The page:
Triumph And Tragedy: Anne Brontë In London - When Anne Brontë, accompanied by her sister Charlotte, arrived in London on the dawn of 8th July 1848 they had intended to stay for one night only and retu...
11 hours ago
Next time Dame Judi Dench drives up to West Yorkshire, she should pack her copy of Wuthering Heights. Only the savage psychodrama of a Brontë novel could be an adequate preparation for taking over at the most bitterly divided fan club in Britain.The Roanoke Times reviews Claire Harman's biography of Charlotte Brontë.
Under any normal circumstances, the appointment of a celebrated actress to the honorary presidency of a literary charity would barely trouble the local newspapers.
Yet the Brontë Society is no ordinary charity. (Oliver Moody) (Read more)
I once resolved to visit the graves of English writers Samuel Johnson, Emily Dickinson and the Brontë sisters. I made it to the first two. Perhaps reading this fine biography is not a bad substitute for the third. (Hilbert Campbell)A columnist from Vox claims that, 'Jane Eyre is prickly, judgmental, and totally unlikeable. I love her'.
Prickly, judgmental Jane Eyre, the protagonist of the Charlotte Brontë novel of the same name, is not, perhaps, the most intrinsically lovable heroine of all time, or even of the 19th century.And right on cue, four authors tell the Daily Mail about their love for Elizabeth Bennet. Joanne Harris wishes,
She doesn’t have the sparkle and charm of Pride and Prejudice's Lizzie Bennet or Emma's Emma Woodhouse, or the tragicomic idealism of Middlemarch's Dorothea Brooke. When presented with a piteous, neglected child, Jane might allow that she’s rather fond of the poor thing, but she’ll also make a point of noting that the child is not particularly bright.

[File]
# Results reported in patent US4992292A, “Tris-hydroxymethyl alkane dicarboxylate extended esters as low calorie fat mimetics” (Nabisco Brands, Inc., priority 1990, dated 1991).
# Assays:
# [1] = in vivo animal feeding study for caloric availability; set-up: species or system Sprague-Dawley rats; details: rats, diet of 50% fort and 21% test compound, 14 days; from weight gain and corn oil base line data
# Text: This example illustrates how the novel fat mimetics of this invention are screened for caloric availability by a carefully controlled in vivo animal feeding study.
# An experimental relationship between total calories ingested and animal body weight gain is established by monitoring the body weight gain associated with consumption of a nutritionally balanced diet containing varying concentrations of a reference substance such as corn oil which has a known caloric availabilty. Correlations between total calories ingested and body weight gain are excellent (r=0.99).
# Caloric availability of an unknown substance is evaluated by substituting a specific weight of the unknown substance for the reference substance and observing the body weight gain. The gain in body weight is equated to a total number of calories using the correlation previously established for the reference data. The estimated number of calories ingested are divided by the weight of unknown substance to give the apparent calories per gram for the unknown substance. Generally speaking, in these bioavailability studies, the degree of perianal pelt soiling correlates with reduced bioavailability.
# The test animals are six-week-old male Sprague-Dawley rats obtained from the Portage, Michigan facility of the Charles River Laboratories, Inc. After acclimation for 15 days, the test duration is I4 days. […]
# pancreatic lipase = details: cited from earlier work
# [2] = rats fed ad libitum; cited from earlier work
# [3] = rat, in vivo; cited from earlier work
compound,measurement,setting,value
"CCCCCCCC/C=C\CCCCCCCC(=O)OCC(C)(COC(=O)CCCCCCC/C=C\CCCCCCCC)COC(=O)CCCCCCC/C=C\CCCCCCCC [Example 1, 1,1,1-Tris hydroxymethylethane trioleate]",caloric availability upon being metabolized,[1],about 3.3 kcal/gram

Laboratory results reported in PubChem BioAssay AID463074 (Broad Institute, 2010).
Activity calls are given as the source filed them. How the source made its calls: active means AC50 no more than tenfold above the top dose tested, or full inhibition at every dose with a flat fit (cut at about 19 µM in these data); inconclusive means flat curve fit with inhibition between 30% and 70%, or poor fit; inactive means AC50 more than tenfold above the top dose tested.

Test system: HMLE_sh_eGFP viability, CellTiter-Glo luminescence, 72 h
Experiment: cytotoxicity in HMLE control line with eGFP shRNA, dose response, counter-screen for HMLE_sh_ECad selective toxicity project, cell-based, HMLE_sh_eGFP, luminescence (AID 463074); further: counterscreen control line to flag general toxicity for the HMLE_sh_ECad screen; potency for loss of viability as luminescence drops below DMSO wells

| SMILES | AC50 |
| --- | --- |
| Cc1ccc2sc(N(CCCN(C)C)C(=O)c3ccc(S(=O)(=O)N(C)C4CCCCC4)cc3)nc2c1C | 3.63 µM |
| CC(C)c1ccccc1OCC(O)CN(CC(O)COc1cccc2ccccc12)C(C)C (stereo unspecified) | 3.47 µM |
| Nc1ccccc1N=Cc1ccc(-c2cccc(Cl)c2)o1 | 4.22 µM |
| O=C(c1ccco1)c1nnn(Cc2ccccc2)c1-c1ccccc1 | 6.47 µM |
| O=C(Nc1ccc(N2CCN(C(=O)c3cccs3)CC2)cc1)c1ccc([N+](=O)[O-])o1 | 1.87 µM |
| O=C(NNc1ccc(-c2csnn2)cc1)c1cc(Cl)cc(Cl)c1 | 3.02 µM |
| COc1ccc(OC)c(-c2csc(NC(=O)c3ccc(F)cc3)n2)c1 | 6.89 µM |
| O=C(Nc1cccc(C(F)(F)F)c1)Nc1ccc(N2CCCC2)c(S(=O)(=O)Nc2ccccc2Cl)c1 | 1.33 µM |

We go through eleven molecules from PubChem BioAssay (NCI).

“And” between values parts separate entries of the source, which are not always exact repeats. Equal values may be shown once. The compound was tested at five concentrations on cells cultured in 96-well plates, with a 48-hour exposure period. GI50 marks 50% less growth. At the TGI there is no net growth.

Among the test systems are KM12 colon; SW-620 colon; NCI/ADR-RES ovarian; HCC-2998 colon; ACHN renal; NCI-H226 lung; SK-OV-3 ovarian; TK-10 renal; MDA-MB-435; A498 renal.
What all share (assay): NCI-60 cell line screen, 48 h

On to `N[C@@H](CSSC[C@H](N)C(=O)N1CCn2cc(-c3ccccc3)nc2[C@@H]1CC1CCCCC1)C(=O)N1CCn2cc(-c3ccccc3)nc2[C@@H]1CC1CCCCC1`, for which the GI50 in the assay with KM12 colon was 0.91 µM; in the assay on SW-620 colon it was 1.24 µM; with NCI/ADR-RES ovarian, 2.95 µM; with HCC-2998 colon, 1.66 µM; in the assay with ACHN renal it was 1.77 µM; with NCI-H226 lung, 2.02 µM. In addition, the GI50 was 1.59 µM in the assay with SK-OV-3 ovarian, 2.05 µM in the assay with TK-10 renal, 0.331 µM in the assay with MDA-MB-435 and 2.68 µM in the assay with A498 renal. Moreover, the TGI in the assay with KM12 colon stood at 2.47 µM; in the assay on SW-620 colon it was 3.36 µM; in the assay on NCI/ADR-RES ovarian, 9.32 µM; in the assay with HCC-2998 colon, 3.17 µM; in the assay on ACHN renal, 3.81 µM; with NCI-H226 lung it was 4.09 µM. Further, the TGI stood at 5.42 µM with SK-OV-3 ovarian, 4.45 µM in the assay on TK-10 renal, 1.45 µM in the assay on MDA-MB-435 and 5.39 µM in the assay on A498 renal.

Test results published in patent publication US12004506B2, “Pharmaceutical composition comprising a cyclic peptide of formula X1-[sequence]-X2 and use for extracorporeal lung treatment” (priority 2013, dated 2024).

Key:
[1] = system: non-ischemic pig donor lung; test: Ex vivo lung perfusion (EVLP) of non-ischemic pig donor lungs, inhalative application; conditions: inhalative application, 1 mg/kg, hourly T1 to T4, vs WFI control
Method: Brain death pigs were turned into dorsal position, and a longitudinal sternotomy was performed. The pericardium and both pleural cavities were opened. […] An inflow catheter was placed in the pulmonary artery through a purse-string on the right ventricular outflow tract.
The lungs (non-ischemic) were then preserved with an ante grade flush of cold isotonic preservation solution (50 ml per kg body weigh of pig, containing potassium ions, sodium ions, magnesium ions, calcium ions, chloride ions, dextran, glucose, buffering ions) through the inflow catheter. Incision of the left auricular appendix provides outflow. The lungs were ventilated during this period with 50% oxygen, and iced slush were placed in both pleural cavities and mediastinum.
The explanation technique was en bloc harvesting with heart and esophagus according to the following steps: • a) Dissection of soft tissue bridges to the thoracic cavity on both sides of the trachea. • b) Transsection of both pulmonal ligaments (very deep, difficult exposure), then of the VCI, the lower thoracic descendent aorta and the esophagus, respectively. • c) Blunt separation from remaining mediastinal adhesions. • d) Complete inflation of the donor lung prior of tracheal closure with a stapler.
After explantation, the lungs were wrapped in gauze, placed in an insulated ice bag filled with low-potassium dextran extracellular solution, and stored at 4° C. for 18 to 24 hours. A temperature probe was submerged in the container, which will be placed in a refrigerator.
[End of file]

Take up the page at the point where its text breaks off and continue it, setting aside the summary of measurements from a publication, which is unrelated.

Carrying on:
So when I asked the rest of the Vox culture staff if we should do something on Jane Eyre for Charlotte Brontë's 200th birthday on April 21, it wasn't really a surprise that two of my co-workers said in unison, "I hate Jane Eyre."
But I have loved Jane and her cool self-righteousness profoundly since the first time I read Jane Eyre at 16.
Jane Eyre already expects everyone to hate her
My admiration would probably confuse Jane. She never knows what to do when someone likes her, but she’s used to being despised. (Constance Grady) (Read more)
If only I'd read Pride And Prejudice at school, instead of Jane Eyre, then I might have found the words to let him down politely - although, for that, he would have had to have been capable of understanding them.In an interview in The Guardian, author Rick Riordan makes an interesting point about teenagers and reading:
Though the bad ones can put you off for ever…The Guardian also reviews Noonday by Pat Barker.
I think there are two strains that run through the tradition of children’s literature in particular. One is the high-minded approach. I literally had parents say to me, my 13-year-old should be reading the Brontës – why are you giving them this? I love literature, but I think it does more harm than good to focus on what we think is important rather than trying to make books a conversation with children. My belief is if they do get interested in reading whatever it is, there is a chance they will read Jane Eyre at some point in their life. (Tim Adams)
Barker’s decision to situate Noonday, the final instalment in this second trilogy, during the blitz, is thus a bold one, although perhaps not as bold as the introduction of a new character bearing the name of Jane Eyre’s madwoman in the attic, Bertha Mason. Grossly overweight, a former prostitute, Barker’s Bertha now subsists as a medium: “She mightn’t have been much use giving birth to the living, but my God she was a dab hand giving birth to the dead.” (Stephanie Cross)The Brussels Brontë Blog tells about their evening with Charlotte Brontë on April 16th. A couple of videos about the upcoming Northern Ballet Jane Eyre production deserve been seen: preview and interviews with Cathy Marston and Hannah Bateman and a Behind the Scenes. RHVS Reports posts aabout Selfish Love in Wuthering Heights and The Great Gatsby; Diary of an Eccentric reviews The Jane and Bertha in Me by Rosa Maria Martinez; This scenery is evergreen reviews Jane Eyre. Juntado más letras (in Spanish) talks about Jane Eyre and Wide Sargasso Sea.